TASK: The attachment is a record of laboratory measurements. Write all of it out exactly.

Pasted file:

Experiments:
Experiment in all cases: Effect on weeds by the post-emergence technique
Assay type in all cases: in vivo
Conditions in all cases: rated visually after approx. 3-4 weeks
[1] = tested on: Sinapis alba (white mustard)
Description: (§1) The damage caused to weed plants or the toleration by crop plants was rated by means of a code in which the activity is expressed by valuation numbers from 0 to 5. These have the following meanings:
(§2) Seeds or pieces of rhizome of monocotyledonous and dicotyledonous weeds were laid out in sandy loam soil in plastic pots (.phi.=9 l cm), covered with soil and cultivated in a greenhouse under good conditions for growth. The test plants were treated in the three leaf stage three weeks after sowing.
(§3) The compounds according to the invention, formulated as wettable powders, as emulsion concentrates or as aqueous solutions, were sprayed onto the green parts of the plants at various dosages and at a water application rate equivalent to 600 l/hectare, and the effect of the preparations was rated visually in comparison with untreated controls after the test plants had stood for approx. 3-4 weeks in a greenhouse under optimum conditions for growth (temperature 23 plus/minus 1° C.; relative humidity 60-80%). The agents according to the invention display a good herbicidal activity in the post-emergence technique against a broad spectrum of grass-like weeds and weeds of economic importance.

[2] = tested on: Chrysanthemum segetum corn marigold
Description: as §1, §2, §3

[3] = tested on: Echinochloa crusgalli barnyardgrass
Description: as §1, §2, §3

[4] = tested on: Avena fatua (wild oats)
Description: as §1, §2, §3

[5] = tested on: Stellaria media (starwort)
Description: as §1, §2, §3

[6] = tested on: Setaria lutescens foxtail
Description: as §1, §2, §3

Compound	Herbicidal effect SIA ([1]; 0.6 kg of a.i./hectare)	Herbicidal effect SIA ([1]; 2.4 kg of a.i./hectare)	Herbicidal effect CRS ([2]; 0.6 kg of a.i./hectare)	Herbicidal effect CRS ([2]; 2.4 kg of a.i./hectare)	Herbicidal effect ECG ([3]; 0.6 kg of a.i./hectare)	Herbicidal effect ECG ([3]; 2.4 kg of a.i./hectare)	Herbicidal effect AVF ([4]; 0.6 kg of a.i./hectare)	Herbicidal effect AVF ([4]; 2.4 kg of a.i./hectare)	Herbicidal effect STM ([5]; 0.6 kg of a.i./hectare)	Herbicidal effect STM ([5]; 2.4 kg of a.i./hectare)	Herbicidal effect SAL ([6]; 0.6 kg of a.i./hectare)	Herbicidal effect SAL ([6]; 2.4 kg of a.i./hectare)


Experiments:
Experiment in all cases: Effect on weeds by the post-emergence technique
Assay type in all cases: in vivo
Conditions in all cases: rated visually after approx. 3-4 weeks
[1] = tested on: Sinapis alba (white mustard)
Description: (§1) The damage caused to weed plants or the toleration by crop plants was rated by means of a code in which the activity is expressed by valuation numbers from 0 to 5. These have the following meanings:
(§2) Seeds or pieces of rhizome of monocotyledonous and dicotyledonous weeds were laid out in sandy loam soil in plastic pots (.phi.=9 l cm), covered with soil and cultivated in a greenhouse under good conditions for growth. The test plants were treated in the three leaf stage three weeks after sowing.
(§3) The compounds according to the invention, formulated as wettable powders, as emulsion concentrates or as aqueous solutions, were sprayed onto the green parts of the plants at various dosages and at a water application rate equivalent to 600 l/hectare, and the effect of the preparations was rated visually in comparison with untreated controls after the test plants had stood for approx. 3-4 weeks in a greenhouse under optimum conditions for growth (temperature 23 plus/minus 1° C.; relative humidity 60-80%). The agents according to the invention display a good herbicidal activity in the post-emergence technique against a broad spectrum of grass-like weeds and weeds of economic importance.

[2] = tested on: Chrysanthemum segetum corn marigold
Description: as §1, §2, §3

[3] = tested on: Echinochloa crusgalli barnyardgrass
Description: as §1, §2, §3

[4] = tested on: Avena fatua (wild oats)
Description: as §1, §2, §3

[5] = tested on: Stellaria media (starwort)
Description: as §1, §2, §3

[6] = tested on: Setaria lutescens foxtail
Description: as §1, §2, §3

Compound	Herbicidal effect SIA ([1]; 0.6 kg of a.i./hectare)	Herbicidal effect SIA ([1]; 2.4 kg of a.i./hectare)	Herbicidal effect CRS ([2]; 0.6 kg of a.i./hectare)	Herbicidal effect CRS ([2]; 2.4 kg of a.i./hectare)	Herbicidal effect ECG ([3]; 0.6 kg of a.i./hectare)	Herbicidal effect ECG ([3]; 2.4 kg of a.i./hectare)	Herbicidal effect AVF ([4]; 0.6 kg of a.i./hectare)	Herbicidal effect AVF ([4]; 2.4 kg of a.i./hectare)	Herbicidal effect STM ([5]; 0.6 kg of a.i./hectare)	Herbicidal effect STM ([5]; 2.4 kg of a.i./hectare)	Herbicidal effect SAL ([6]; 0.6 kg of a.i./hectare)	Herbicidal effect SAL ([6]; 2.4 kg of a.i./hectare)